Unfortunately, just this week, the far-left group If Not Now, got what it wanted (a quick answer they liked) and more (a picture and opportunity for a press release) from Sen. Elizabeth Warren (D-Mass.) while she was campaigning in New Hampshire.

The group’s website says it was started by young Jews in 2014 with “three demands: Stop the War on Gaza, End the Occupation, and Freedom and Dignity for All.”

The land won in the 1967 Six-Day War stopped a lot of terrorist shelling into Israel, let Israel return to shipping from Eilat in the Red Sea, and opened the Western Wall for Jews to pray once again.

This is what If Not Now has pinned to the top of its Twitter page. It was posted Monday.

I find it interesting Sen. Warren has nothing at all about this on her own Twitter page, and think she has serious questions to answer.

The pinned If Not Now tweet was followed by this one…

…and then this press release:

Keep in mind whose Twitter feed this is, but the very next response wasn’t supportive. Thomas’ profile says he’s a fan of Sen. Bernie Sanders (I-VT), who holds many views similar to Warren, and is competing with her for the Democratic nomination.

Then, in a crowded gallery, he showed these three pictures on the right side, perhaps to keep anti-Israel If Not Now supporters from voting for Warren.

The bottom picture is from an AIPAC convention.

But that’s not all the dissent for If Not Now and Sen. Warren. These are the next three posts:

I tend not to trust Sen. Warren on Israel policy. Unlike Sen. Booker, who I think simply made a stupid mistake, she also has to answer for this:

Linda Sarsour (L) joining Elizabeth Warren

(I wrote about both the Booker and Warren pictures in this post from after the Pittsburgh synagogue attack.)

Yes, that’s Linda Sarsour on the left. Just this week, she caused a ruckus by claiming Jesus was Palestinian! (What a week!)

It’s going to be quite a burden for Sen. Warren if she wants a shot at my vote and a lot of others. As the old adage goes, and everything I write is meant to be egalitarian,

“A man is known by the company he keeps.”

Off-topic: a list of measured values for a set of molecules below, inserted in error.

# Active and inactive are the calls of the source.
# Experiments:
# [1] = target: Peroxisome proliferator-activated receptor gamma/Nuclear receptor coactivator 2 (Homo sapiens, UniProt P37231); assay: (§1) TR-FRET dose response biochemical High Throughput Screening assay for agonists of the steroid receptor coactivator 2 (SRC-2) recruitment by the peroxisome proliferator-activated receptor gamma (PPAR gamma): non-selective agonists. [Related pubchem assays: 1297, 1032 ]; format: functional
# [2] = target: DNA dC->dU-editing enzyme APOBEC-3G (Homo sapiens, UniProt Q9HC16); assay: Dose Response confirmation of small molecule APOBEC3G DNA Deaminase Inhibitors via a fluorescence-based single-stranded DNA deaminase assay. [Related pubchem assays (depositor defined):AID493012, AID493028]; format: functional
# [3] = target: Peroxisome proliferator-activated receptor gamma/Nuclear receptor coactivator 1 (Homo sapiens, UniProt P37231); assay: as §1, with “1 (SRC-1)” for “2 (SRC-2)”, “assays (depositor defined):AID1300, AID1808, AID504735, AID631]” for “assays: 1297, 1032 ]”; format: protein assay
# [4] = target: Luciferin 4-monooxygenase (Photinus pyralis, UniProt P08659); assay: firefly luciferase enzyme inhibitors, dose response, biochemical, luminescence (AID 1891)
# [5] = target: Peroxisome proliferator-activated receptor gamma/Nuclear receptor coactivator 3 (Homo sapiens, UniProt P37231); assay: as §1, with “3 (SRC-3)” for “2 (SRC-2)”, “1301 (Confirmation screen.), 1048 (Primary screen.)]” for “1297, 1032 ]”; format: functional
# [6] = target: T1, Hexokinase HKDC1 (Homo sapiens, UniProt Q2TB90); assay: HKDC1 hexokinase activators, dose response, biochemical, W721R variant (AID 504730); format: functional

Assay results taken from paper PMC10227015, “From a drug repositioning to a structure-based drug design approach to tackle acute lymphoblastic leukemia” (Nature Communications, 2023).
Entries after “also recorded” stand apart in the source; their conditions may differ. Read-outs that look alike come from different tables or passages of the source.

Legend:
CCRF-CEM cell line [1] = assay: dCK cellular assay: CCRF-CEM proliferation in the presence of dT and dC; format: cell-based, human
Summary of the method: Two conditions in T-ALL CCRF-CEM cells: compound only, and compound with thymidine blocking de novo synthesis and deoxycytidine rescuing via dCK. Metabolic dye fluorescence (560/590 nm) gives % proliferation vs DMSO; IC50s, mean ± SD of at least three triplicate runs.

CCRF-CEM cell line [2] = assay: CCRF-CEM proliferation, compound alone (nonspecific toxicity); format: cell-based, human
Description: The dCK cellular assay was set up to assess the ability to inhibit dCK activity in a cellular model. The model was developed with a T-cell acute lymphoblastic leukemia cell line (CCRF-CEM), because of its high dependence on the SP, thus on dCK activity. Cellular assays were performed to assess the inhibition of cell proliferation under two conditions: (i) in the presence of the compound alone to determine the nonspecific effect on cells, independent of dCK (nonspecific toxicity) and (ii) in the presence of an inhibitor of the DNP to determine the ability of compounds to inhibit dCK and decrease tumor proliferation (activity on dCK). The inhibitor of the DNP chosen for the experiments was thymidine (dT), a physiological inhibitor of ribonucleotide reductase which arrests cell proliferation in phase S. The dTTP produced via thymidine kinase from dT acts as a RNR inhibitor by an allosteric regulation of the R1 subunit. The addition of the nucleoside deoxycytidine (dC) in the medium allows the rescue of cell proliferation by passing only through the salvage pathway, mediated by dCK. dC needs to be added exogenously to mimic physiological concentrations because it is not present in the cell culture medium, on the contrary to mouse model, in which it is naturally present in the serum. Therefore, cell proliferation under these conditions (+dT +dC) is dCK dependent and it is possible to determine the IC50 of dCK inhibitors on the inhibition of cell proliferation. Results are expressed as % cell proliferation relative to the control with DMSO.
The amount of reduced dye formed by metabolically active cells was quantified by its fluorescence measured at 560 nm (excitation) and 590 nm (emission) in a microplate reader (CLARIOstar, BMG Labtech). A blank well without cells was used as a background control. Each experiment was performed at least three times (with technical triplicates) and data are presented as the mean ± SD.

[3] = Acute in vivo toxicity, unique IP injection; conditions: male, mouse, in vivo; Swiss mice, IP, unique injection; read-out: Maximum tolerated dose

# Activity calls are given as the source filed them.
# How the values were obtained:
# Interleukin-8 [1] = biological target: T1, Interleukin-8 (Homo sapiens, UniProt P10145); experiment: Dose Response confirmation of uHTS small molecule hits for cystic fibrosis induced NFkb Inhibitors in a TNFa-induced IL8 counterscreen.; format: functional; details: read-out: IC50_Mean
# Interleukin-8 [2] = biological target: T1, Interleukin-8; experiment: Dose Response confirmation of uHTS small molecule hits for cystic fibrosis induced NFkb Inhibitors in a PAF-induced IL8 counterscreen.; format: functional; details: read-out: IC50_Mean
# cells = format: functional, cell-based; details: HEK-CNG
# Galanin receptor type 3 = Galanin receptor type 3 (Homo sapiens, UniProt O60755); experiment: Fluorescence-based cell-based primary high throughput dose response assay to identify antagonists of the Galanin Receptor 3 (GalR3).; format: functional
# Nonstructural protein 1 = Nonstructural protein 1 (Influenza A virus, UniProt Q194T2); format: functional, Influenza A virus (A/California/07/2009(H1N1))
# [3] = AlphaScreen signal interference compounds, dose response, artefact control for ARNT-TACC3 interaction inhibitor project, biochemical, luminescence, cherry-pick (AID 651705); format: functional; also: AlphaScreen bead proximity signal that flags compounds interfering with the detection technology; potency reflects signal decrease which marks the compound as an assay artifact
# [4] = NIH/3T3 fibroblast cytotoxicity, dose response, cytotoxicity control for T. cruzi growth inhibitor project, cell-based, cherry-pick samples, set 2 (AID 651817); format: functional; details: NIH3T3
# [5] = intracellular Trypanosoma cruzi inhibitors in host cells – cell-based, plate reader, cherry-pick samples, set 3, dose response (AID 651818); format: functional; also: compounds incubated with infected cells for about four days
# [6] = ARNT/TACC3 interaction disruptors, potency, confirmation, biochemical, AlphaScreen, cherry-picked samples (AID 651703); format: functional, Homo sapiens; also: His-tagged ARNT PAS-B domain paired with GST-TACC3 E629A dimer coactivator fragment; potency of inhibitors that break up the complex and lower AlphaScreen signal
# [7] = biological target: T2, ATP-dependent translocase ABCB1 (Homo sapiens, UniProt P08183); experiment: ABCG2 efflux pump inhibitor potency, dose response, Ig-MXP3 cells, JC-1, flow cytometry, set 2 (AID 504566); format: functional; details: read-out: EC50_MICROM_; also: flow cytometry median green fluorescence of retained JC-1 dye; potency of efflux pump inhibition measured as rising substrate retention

P.S. Wouldn’t it be nice if she abided by,

“Keep your friends close. Keep your enemies closer,” instead?

P.P.S. Take a moment to check out and subscribe for free to my new website, ThePhillyFiles. See the attempted abduction that happened last weekend, just *five blocks* south of this meeting, and who police want to catch.

About the author

The journalism “business” has changed — from standards to platforms to layoffs — along with the American public, and I’ve managed to survive somewhat on my own terms.

I started in 1994, becoming an award-winning and respected TV newscast producer.

Even better was creatively producing websites and social media, and serving as a station's digital media manager — writing news, creating graphics and getting evidence of growing my audience here in the nation's fourth largest market, Philadelphia.

I also taught first grade for eight years. My principal saw my class website and made me electronic gradebook manager to assist co-workers when we stopped using paper gradebooks.

In 2018, I took courses and earned the Google IT Support Professional Certificate.

In 2019, I was a freelance newspaper reporter, but enjoyed copy editing and reviving the publication’s social media even more.

That got me striking out on my own with a local news website to join the blog I created, designed and write.

Ask me about all the details.

I did drive Uber to make ends meet until I started as a customer service representative at one of the world’s largest web-hosting companies, with more than 8 million customer contracts and hosting more than 12 million domains.

With classroom and newsroom experience, I know how to prioritize, analyze and take the best course of action. Getting results means attention to detail, following through and following up.